India Ratings Downgrades SWREL to Default Grade

India Ratings Downgrades SWREL to Default Grade

In a move that is likely to shock, if not surprise quite a few in the industry, India Ratings and Research (Ind-Ra) has downgraded Sterling and Wilson Renewable Energy Limited’s (SWREL) bank facilities’ ratings to ‘IND D’ from ‘IND BB-’ while resolving the Rating Watch with Negative Implications.


According to India Ratings, the key driver for the move was a failure to repay debt obligations that were due in September, 2023.

“SWREL had a scheduled repayment of INR4,261 million in September 2023, out of which INR2,177 million (INR1,350 million, excluding invoked BG) was not paid on the due date due to insufficient liquidity. Furthermore, the internal cashflow would be inadequate to meet the repayments of INR3,323 million (INR2,200 million excluding invoked BG) in October 2023.

During 1QFY24, the overseas subsidiary received an intimation regarding the invocation of BGs amounting to INR3.9 billion (USD47.2 million) with respect to two projects. The company has partially honoured the BGs; however, as on 30 September 2023, around INR2.7 billion (USD33.1 million) was yet to honoured. While Ind-Ra expects a recovery in the operating performance in FY24, with the company’s gross margin having turned positive in 1QFY24, the accruals from operations will not be sufficient to meet the near-term repayment obligations.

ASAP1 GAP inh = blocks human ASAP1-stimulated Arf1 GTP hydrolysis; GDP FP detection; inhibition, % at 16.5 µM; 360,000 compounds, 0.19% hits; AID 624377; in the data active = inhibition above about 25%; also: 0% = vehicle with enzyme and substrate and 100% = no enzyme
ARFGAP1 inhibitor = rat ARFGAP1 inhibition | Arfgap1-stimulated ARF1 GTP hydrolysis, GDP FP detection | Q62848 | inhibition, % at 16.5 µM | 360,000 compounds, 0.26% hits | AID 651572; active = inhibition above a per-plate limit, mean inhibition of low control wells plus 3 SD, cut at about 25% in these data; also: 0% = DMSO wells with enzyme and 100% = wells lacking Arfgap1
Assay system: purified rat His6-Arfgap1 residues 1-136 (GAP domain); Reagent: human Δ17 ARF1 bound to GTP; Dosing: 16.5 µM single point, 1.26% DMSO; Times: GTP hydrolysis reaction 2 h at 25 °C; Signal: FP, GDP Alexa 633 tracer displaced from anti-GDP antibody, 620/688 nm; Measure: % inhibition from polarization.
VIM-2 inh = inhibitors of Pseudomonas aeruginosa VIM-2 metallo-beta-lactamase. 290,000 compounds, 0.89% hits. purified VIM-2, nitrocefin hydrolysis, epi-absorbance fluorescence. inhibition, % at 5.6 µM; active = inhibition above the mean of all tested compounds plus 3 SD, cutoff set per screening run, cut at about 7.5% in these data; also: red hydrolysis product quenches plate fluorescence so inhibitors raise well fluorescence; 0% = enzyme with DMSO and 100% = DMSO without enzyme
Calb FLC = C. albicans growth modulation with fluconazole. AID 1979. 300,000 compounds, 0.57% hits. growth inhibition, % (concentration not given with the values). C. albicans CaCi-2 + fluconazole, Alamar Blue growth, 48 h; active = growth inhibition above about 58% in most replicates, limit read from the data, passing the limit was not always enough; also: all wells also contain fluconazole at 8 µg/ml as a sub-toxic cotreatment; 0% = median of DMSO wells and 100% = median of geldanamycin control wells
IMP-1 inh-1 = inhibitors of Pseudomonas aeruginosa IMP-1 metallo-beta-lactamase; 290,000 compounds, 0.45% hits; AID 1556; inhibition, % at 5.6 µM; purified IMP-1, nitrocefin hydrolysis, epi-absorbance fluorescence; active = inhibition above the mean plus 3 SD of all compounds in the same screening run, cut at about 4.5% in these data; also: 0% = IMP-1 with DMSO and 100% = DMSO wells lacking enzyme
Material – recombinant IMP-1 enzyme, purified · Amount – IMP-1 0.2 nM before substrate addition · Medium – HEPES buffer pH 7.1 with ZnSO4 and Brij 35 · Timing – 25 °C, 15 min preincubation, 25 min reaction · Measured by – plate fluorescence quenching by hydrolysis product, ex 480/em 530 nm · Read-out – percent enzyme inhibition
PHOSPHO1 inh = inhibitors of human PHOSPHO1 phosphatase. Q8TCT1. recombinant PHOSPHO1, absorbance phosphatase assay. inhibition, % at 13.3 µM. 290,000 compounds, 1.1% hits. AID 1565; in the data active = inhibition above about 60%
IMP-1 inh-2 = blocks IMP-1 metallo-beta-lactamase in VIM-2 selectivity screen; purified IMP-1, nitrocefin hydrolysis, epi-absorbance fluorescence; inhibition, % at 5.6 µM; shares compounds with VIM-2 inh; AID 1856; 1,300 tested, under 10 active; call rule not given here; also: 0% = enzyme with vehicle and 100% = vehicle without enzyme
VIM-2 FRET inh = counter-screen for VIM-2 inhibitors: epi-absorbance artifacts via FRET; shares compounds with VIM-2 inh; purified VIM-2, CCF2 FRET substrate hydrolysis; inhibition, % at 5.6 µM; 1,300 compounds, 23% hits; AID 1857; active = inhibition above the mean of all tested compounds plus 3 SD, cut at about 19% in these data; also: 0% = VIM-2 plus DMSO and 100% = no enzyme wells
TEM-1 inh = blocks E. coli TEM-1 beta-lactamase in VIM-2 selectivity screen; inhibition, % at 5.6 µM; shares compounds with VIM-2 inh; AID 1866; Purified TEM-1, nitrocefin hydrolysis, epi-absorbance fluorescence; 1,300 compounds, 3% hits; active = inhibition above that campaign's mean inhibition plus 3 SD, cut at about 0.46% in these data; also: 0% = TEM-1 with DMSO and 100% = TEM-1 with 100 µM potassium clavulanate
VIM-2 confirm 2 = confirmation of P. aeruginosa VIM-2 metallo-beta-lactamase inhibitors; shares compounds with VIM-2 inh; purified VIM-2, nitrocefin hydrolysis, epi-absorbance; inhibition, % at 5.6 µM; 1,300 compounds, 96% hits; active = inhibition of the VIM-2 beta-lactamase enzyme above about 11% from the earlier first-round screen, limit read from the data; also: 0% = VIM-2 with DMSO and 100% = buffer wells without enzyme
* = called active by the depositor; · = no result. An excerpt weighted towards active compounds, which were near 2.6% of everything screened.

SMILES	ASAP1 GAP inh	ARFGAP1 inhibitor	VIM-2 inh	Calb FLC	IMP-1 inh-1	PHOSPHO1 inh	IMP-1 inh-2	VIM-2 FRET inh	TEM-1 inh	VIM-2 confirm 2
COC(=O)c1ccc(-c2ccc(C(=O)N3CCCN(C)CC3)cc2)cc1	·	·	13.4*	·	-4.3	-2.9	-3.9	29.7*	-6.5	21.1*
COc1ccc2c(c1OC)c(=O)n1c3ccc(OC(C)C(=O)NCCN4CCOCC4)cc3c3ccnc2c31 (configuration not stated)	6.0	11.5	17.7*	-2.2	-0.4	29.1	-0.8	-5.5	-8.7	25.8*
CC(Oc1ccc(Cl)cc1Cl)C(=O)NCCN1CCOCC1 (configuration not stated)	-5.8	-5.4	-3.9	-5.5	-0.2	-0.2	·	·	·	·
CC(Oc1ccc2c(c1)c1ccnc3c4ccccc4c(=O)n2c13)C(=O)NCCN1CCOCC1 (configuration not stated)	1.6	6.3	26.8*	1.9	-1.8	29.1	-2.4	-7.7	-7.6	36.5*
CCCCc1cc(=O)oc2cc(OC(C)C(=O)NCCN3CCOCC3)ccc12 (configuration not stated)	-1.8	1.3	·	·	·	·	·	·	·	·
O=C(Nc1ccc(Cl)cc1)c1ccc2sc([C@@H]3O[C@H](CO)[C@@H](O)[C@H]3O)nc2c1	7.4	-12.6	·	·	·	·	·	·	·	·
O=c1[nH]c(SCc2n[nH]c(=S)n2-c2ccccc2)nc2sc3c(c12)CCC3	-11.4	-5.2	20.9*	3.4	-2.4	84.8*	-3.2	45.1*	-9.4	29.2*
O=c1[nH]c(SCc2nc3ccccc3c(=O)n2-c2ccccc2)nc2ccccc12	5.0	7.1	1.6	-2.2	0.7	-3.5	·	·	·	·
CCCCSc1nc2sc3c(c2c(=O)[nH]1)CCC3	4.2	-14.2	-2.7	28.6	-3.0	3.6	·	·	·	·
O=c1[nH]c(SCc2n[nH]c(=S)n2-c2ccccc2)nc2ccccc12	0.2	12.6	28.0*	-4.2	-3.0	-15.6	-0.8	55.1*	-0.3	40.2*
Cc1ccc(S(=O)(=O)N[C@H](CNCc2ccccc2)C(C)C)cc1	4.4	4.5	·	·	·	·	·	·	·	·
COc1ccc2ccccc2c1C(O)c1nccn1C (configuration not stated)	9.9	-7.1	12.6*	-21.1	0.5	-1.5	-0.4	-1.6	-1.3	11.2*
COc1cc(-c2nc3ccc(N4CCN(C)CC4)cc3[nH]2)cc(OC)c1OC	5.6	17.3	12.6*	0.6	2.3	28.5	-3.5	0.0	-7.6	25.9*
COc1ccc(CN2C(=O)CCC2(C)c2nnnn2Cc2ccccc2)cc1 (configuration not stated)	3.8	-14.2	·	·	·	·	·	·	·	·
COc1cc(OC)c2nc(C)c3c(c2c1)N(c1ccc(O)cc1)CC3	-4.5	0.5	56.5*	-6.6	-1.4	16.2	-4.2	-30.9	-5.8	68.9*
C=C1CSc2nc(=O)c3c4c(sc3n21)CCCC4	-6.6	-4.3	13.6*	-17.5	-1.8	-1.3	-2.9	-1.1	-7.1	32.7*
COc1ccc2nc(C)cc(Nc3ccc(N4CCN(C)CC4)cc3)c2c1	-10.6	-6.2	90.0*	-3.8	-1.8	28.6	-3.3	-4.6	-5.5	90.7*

The management intends to honour the balance BGs and the scheduled repayments through raising of funds by way of issuance of equity shares, global depository receipts, depository receipts, foreign currency convertible bonds fully/partly convertible debentures, non-convertible debentures, and/or any other financial instruments convertible into equity shares (including warrants) or a combination of any of the securities  mentioned above in one or more tranches through one or more public and/ or private offerings, including by way of a qualified institutions placement, or any combination for an aggregate amount not exceeding INR15 billion. The said fund-raising plan was approved by the board of directors on 27 September 2023.”

For SWREL, which counts the Reliance group as a promoter entity now, the downgrade could have far reaching implications at a time when the road to recovery was finally visible, thanks to some big ticket project wins in the past quarter.

The deterioration in finances have been linked to large overseas orders that were contracted at a fixed price, which became completely unviable during 2021-22 due to the sudden rise in solar module costs. For SWREL, the period since then has been a painful climb out from those commitments, involving settlements and as of now, encashment of bank guarantees. It was widely expected that the firm would finally be out of those obligations by Q2 or Q3 this year. Clearly, the toll has been much higher on it’s cash flows and liquidity.



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